Pension schemes: changes to disclosure requirements

Pension schemes: changes to disclosure requirements


Author: Suzanne Burrell

Applies to: England, Wales and Scotland

6 April 2015 brought in a range of new options for members with defined contribution pension savings.



Following the introduction of a wider range of options for members with defined contribution (money purchase) pension savings, trustees of occupational pension schemes are required to provide information to members about their right to access flexible benefits. We've compiled a checklist that summarises the information that must be provided to members with flexible benefits.

Download our checklist today.

The new disclosure obligations (set out by way of amendments to the Occupational and Personal Pension Schemes (Disclosure of Information) Regulations 2013) require trustees and scheme managers to provide information to members about their right to access such 'flexible benefits'.

Schemes are also required to signpost the pensions guidance provided by Pension Wise (the service set up by the government to help individuals understand their retirement choices) when communicating with members about their options.

On top of the legislative requirements, the Pensions Regulator has issued draft guidance on communicating with members about pension flexibilities, in which it recommends that schemes develop generic risk warnings (for example, on the risks of a member underestimating his life expectancy) to provide to members who are considering accessing their benefits. The Pension Wise website includes suggested standard wording that schemes may use.

The new requirements

Information about flexible benefits needs to be provided at certain trigger points. These points are broadly: (i) when a member first joins a scheme (ii) on request if the member has reached normal minimum pension age (currently age 55) or meets the ill-health condition and (iii) at least four months ahead of a member reaching his normal pension age under the scheme. Schemes may also need to provide information to anyone who may be entitled to access flexible benefits on the death of a member.

The inclusion of a requirement to provide information from normal minimum pension age reflects the fact that this is the earliest point at which members are able to access flexible benefits under the new regime.

The requirement to provide information will apply if a member:

  • has an opportunity to transfer or otherwise access flexible benefits;
  • requests information about what he may do with his flexible benefits, or informs the trustees/managers that he is considering what to do with his flexible benefits;
  • has reached normal minimum pension age or will do so in the next four months, or meets the ill-health condition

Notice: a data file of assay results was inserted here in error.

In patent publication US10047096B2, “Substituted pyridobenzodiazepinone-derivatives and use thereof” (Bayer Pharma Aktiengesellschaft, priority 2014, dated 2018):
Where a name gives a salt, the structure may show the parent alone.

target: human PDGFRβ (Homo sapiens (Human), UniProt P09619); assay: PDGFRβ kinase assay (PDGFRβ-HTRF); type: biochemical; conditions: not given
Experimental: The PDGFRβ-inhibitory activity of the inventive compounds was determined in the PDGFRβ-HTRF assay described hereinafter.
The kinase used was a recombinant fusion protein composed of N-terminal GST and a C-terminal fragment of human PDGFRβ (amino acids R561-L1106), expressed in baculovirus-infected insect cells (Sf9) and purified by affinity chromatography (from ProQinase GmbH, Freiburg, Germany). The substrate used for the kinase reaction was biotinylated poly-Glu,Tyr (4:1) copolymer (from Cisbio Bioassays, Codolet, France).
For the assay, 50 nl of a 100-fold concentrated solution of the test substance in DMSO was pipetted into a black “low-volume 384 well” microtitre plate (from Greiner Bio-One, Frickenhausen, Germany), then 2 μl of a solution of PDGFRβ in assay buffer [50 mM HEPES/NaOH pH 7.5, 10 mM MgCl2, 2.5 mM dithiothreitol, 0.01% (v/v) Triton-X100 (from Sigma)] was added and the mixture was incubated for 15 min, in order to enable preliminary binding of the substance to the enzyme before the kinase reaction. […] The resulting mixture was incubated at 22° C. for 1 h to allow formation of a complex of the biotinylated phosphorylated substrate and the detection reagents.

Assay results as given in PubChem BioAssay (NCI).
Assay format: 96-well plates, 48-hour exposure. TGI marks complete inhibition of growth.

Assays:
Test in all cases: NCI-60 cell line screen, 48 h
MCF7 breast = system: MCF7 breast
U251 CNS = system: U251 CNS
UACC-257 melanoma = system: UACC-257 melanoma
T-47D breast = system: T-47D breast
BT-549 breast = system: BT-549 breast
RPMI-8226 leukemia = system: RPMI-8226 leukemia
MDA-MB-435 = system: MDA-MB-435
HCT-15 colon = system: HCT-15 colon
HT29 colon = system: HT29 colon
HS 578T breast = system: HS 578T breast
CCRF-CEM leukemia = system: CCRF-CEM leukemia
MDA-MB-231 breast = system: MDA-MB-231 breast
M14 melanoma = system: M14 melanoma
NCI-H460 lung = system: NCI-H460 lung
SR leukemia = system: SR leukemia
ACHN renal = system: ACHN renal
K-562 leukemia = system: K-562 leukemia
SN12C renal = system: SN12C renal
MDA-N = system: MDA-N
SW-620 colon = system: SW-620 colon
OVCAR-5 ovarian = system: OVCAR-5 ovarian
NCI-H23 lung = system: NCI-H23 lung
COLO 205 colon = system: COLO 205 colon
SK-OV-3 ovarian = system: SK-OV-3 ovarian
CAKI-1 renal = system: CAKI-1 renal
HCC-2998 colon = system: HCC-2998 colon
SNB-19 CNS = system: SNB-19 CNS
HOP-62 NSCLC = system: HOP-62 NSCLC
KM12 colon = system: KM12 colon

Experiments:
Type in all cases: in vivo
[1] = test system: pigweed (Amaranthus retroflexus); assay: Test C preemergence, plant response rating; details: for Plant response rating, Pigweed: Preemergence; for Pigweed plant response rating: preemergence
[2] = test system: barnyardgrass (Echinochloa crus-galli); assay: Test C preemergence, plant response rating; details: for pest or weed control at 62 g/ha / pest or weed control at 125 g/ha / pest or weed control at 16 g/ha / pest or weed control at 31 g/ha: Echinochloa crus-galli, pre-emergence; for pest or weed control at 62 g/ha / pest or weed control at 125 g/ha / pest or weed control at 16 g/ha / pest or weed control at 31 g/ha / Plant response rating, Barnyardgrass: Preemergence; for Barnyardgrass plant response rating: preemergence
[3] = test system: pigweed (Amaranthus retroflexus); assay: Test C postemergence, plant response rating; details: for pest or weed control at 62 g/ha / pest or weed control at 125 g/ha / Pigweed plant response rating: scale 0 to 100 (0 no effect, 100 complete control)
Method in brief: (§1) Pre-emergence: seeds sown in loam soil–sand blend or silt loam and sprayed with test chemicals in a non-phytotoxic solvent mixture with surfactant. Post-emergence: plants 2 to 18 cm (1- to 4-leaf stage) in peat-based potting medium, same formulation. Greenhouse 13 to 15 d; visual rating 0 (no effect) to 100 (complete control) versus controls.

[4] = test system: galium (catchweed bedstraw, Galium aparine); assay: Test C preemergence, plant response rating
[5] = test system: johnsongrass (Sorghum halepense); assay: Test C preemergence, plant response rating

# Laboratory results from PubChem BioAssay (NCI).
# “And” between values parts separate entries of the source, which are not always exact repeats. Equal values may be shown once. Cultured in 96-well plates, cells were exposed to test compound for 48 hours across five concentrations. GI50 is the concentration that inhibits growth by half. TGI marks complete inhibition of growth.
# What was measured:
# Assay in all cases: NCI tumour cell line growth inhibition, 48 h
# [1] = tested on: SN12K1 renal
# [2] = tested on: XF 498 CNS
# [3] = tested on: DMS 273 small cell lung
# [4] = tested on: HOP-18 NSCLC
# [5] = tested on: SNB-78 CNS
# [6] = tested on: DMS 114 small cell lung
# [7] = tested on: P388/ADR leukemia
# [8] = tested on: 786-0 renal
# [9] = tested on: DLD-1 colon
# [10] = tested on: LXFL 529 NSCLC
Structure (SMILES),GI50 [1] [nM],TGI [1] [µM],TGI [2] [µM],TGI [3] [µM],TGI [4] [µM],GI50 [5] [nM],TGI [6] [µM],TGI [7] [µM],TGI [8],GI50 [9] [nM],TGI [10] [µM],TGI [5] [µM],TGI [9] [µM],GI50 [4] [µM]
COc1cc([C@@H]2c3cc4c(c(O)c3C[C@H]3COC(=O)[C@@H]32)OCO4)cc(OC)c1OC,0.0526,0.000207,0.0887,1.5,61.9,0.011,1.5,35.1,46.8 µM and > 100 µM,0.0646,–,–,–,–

• has not been given this information in the previous 12 months.

Where the requirement applies, trustees must provide certain information within two months of the request having been made.
A checklist containing full details of the information to be provided once the requirement is triggered is set out here.

Changes to basic scheme information

With the coming into force of these amendments, what steps should be taken in order to meet the new requirements. Trustees and administrators should consider what changes will be needed to scheme practices to reflect the new requirements for communicating about flexible benefits.

As the revised disclosure regulations amend the basic information required to be provided to new joiners, trustees should consider whether they wish to update the member booklet (where such information is generally set out) or to provide a separate communication to members about the new flexibilities.

Next steps

The introduction of the new disclosure regulations in April 2014 was an attempt to simplify the existing disclosure regime. However, following the major changes now being made to UK pension provision, a certain level of complexity has been reintroduced in order to ensure that members are fully informed about their options.

The extent of the takeup or interest in the options available to individuals in respect of their flexible benefits will become clearer over the next few months. Although few schemes are likely to receive a flood of requests for information immediately post-6 April, trustees and managers will need to assess their current systems and consider what changes must be made to ensure that their processes are not only fit for purpose in readiness for member requests, but also compliant with the new legislative requirements.

For more information please contact Jenny Farrell, Suzanne Burrell or your usual Shoosmiths pensions contact.


This document is for informational purposes only and does not constitute legal advice. It is recommended that specific professional advice is sought before acting on any of the information given.

About the author

contact photo

Suzanne Burrell


03700 86 8902

Suzanne is an experienced pensions lawyer advising both trustees and employers. Her experience encompasses all pensions issues including: auto-enrolment, pension scheme mergers and bulk transfers, pensions regulatory change, contingent assets for pension schemes and pensions funding. She has particular experience advising both charities and co-operative sector clients.

Share this page